Heidi Miller, a confidant of Jamie Dimon for almost two decades, more than quintupled pretax profit at JPMorgan Chase & Co.’s treasury unit since taking over the division in 2004. Her reward: a newly created job heading all of the company’s international operations.
The role, handed to Miller in a series of senior management changes yesterday, increased speculation that Dimon, the bank’s 54-year-old chief executive officer, is grooming long-time loyalists such as Miller and Mike Cavanagh as potential successors to run the second-largest U.S. bank. Cavanagh, 44, took over Miller’s job from the chief financial officer post.
Miller, 57, has been climbing the Wall Street power roster since taking over JPMorgan’s payment-processing division, called Treasury and Securities Services, six years ago. Since then, she has been ranked among Fortune’s “Top 50 Women in Banking” and Forbes’s “100 Most Powerful Women.” Last year she topped Crain’s “50 Most Powerful Women in New York.”
“Going out and doing deals on the investment-banking side generates a lot of press and prestige, but being able to consolidate the back office of a bank, which is what Heidi did, shows a management capability that we should appreciate more, and I think Jamie recognizes it,” said Bradley Hintz, an analyst at Sanford Bernstein & Co. “That portion of the business is not appreciated in the equity markets.”
Dimon said in March that he planned to rotate senior executives across business lines as part of a succession plan.
‘So Much Talent’
“The bank has so much talent in an industry that is sorely lacking in it that one wonders how Mr. Dimon will keep his team together,” Dick Bove, an analyst at Rochdale Securities LLC, said in a research note today. “At some point, it is highly likely that the JPMorgan team will break apart as its executives are wooed by other banking companies.”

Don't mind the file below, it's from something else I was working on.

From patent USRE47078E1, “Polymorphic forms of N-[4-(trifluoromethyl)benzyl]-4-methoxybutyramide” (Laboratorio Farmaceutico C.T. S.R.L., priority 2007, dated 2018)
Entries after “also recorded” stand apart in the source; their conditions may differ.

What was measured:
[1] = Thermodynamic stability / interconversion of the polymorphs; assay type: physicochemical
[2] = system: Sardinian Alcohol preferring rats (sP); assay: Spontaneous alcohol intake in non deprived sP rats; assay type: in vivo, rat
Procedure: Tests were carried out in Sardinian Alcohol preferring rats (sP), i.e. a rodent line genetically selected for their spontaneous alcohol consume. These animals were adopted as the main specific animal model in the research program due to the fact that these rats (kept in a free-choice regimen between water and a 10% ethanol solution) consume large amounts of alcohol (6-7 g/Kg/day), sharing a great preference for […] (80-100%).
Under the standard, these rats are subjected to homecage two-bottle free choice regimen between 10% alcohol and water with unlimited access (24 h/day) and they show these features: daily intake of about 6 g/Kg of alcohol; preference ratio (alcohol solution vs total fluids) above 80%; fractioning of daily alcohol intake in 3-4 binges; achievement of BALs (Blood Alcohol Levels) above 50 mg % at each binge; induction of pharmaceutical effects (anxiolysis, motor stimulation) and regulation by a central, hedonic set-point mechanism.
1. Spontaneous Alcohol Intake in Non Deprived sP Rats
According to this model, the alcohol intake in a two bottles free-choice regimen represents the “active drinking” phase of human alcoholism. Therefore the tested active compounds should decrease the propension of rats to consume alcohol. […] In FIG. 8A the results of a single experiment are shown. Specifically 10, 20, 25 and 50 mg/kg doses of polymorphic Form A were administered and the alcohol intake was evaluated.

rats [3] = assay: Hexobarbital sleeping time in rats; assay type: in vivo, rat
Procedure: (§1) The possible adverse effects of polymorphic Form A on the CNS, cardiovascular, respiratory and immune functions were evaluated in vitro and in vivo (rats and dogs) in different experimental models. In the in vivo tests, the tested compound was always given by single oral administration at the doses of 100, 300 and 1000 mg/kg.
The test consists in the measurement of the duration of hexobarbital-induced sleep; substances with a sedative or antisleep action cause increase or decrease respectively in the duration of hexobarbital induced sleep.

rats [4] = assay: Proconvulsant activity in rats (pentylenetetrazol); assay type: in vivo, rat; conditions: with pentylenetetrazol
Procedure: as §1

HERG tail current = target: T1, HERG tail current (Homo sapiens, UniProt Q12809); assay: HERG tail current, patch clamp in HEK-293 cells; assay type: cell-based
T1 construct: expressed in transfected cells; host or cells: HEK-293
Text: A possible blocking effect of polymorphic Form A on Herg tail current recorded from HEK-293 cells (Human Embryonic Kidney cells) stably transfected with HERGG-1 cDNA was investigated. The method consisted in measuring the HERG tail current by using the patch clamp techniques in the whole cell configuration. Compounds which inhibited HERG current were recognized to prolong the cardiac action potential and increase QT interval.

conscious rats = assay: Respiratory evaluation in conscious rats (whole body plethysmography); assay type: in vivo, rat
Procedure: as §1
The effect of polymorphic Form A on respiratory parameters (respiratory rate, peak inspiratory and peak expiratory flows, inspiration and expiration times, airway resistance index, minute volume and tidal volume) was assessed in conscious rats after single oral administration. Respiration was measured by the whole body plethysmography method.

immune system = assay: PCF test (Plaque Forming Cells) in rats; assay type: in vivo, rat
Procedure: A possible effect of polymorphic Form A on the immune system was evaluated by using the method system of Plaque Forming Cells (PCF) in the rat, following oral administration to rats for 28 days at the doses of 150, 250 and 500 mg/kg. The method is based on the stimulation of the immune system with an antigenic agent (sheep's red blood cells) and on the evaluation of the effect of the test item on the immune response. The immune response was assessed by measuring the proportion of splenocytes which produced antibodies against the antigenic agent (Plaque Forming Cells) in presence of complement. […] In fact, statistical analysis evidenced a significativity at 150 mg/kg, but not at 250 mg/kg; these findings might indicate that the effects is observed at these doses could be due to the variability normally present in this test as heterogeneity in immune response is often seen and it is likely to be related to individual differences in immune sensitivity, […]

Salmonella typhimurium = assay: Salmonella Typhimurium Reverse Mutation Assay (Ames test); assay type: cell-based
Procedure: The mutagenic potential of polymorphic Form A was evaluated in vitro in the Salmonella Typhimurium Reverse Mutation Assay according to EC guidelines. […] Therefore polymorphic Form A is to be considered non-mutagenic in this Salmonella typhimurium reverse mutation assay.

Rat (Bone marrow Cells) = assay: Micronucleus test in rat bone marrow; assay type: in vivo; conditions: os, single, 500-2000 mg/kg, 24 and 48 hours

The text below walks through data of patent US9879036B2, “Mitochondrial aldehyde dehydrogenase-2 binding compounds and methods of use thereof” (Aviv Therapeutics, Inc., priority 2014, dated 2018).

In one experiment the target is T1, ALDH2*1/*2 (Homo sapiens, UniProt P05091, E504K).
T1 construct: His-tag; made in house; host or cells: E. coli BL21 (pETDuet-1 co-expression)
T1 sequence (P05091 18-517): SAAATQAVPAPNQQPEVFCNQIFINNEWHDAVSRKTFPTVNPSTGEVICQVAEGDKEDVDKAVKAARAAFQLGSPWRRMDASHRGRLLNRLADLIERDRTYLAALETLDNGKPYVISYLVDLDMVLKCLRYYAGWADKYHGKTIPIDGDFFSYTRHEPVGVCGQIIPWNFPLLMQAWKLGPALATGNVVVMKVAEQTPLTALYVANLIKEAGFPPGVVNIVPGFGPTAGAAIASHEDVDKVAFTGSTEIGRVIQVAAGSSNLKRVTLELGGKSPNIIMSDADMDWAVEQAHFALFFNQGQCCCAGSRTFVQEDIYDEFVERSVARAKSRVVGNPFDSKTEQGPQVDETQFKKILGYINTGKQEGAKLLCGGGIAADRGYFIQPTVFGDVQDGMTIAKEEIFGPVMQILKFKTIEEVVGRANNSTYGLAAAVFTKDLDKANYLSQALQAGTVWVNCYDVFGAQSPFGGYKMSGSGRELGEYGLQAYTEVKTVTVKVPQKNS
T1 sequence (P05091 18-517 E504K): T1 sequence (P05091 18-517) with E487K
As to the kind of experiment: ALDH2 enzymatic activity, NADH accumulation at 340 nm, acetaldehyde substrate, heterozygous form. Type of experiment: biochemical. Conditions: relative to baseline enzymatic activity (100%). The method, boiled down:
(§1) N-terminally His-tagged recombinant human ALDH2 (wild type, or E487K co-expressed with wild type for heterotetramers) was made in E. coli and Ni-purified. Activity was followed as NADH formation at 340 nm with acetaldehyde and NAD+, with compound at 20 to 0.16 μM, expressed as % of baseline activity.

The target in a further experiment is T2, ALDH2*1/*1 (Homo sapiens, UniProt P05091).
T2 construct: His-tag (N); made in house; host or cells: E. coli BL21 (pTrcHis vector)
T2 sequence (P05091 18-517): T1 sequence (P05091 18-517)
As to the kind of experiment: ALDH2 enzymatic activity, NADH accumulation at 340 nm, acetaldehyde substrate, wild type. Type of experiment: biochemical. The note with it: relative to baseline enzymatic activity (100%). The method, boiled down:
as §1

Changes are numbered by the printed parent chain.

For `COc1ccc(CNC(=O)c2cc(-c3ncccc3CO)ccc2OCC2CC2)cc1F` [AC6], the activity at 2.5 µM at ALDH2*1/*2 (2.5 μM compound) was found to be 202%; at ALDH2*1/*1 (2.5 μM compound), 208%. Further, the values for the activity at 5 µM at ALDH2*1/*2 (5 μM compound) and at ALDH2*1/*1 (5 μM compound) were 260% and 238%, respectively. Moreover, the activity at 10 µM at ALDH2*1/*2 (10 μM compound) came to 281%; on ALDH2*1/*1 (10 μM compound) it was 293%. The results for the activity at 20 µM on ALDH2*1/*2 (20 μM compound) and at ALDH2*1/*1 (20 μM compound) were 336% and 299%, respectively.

The treasury business provides clients with payment processing and cash management. The unit handles an average of $3.7 trillion in transfers daily and has $15.3 trillion in assets under custody, the New York-based company said. Miller turned the business around and generated a reliably high return on equity throughout the economic crisis, according to Hintz.
During her tenure at the unit, revenue rose to $7.3 billion last year from $4.2 billion in 2004, while the division’s earnings jumped to $2.1 billion from $372 million in the same period, Hintz said. The business has contributed an average of 9 percent to the bank’s total revenue over the past five years, peaking at 11 percent in 2008 during the worst of the financial crisis, he said.
Few executives have worked with Dimon as long as Miller, apart from Dimon’s former mentor, Sandy Weill, who fired Dimon from Citigroup Inc. in 1998. And few have been as loyal. Dimon hired Miller away from Chemical Bank as his assistant at Travelers Group Inc. in 1992.
Miller was Dimon’s chief credit officer and risk officer at Salomon Smith Barney and served as CFO under Dimon at both Travelers and Citigroup. She had stints on her own as CFO at discount Internet travel agency Priceline.com and as a vice chairman at insurance broker Marsh Inc. from 2000 to early 2002, when Dimon lured her to Bank One in Chicago as CFO. He then brought her along as part of his senior management team when JPMorgan merged with Bank One in 2004.